Monday, November 27, 2006

Anatomy of a Civil War: Writer Nir Rosen on Iraq's Descent Into Chaos

With Amy Goodman


"In his latest article, "Anatomy of a Civil War: Iraq's descent into chaos", Rosen writes, "Shia religious parties such as the Iran-supported Supreme Council for the Islamic Revolution in Iraq (its name a sufficient statement of its intentions), or SCIRI, controlled the country, and Shia militias had become the Iraqi police and the Iraqi army, running their own secret prisons, arresting, torturing, and executing Sunnis in what was clearly a civil war. And the Americans were merely one more militia among the many, watching, occasionally intervening, and in the end only making things worse. Iraqis' hopes for a better future after Saddam had been betrayed."

NIR ROSEN: Well, step into any of the top hotels in Amman, Jordan and you are likely to find people who are affiliated with the resistance, because they use Jordan as a safe haven. So many of the leadership does, wealthy people who sponsor the very many different groups of the resistance, but -- and they've been making these demands for a couple of years now, impossible as they are. And the Americans have been meeting unofficially in Iraq and outside Iraq, people from the resistance. And a year ago there were meetings in Cairo between the Iraqi Government and member of the resistance. And none of this has ever amounted to anything, because Shias own Iraq now. Sunnis can never get it back. There's nothing Americans can do about this.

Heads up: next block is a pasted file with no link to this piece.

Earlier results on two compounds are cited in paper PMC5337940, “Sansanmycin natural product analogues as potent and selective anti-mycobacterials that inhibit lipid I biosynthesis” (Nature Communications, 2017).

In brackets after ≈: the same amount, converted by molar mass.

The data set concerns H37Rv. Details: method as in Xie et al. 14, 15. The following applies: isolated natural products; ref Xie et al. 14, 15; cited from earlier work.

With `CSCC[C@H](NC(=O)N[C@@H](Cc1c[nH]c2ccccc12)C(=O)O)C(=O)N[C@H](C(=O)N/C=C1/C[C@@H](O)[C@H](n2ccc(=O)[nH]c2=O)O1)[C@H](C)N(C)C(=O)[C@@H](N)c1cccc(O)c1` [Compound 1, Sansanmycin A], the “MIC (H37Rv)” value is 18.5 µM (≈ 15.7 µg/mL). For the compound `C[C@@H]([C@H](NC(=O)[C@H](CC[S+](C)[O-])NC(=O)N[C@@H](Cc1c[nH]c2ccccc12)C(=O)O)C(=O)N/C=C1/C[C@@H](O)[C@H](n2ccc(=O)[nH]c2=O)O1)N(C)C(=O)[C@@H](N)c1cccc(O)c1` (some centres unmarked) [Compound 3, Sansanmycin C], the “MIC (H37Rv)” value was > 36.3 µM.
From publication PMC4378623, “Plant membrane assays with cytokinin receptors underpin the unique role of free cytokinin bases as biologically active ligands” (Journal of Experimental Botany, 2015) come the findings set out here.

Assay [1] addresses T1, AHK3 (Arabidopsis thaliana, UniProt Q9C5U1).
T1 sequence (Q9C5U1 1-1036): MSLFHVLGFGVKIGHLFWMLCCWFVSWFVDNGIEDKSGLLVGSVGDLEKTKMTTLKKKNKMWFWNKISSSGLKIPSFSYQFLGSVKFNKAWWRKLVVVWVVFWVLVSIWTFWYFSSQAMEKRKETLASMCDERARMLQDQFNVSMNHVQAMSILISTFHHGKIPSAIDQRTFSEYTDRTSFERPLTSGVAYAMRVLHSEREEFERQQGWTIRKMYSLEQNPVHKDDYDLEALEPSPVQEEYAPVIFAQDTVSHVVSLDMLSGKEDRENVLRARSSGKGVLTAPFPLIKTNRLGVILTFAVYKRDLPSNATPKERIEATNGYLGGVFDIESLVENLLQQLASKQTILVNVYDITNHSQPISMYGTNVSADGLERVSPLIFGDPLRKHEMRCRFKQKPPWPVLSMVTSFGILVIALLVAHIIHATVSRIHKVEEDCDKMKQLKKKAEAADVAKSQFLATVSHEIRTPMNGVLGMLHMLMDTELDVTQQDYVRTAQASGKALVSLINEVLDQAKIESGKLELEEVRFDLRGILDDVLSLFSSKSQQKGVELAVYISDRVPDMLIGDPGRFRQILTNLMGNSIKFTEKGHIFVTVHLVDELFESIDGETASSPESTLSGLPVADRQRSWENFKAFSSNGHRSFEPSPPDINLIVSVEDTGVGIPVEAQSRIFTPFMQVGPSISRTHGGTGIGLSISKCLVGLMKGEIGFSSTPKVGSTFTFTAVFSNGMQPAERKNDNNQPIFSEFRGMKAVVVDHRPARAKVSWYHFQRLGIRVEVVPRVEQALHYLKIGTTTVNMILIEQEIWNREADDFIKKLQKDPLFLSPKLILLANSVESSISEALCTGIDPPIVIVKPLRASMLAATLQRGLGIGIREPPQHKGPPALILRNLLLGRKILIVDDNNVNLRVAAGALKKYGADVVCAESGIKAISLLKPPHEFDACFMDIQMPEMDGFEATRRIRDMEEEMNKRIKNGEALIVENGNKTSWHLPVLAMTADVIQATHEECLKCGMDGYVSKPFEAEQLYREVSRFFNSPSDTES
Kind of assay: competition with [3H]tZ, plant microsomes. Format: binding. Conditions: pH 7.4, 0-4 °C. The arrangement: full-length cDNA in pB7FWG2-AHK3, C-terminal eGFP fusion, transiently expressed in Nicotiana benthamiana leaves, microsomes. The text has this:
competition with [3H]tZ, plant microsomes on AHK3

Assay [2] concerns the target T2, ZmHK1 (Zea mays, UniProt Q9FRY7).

So, for Sunnis, whether these reports are true or not, for Sunnis to ever imagine that they could ever regain power, that the Baathists could ever be restored to power, that Americans actually matter in Iraq anymore is naïve in the extreme. Iraq is Shia now. They have the majority, the security forces, they have the militias. What you are going to see in Iraq I think, in Baghdad especially, is a virtual genocide of the Sunnis. And the Americans are going to be unable to stop that.

As for the Bush and Maliki meeting, I think both Bush and Maliki are absolutely irrelevant in Iraq. Neither one of them has any power. Maliki has no militia to speak of. Bush has militia, the American army, one of the many militias operating in Iraq. But the American Army is lost in Iraq, as it has been since it arrived. Striking at Sunnis, striking at Shias, striking at mostly innocent people. Unable to distinguish between anybody, certainly unable to wield any power, except on the immediate street corner where it’s located. So, it just doesn’t matter.

And the idea of a strong man is also, sort of a bit too late. The strong man would have to have his own militia, and his own popular support. Well, the only people who have that are Muqtada al-Sadr, who has the Madi Army, some of the Kurdish militias in the north, or Abdul Aziz Hakim, who has the Badr Brigade. And, we’re certainly not going to hand Baghdad over to the Kurds because the Shias would slaughter them. And we already handed Baghdad over and much of the country to the Shia militias. So there is no strong man solution.

There is this romantic idea lately that you could have a coup and replace the Maliki regime with somebody else, because Iraq has a history of coups. But, Iraq’s history of coups, occurred when Baghdad was the only large city in the country, and you could simply switch leader in Baghdad and you’d have a new leader. Now you have about 10 or 12 city states in Iraq: Mosul, Baghdad, Kirkuk, Basra, Amara, Ramadi, each one is disconnected from other, each one controlled by its own militias. You could put anybody you wanted in Baghdad, it just wouldn't make a difference outside of Baghdad. And the guy you put in Baghdad would have to have power in Baghdad, which means street power, which means Muqtada al-Sadr. "

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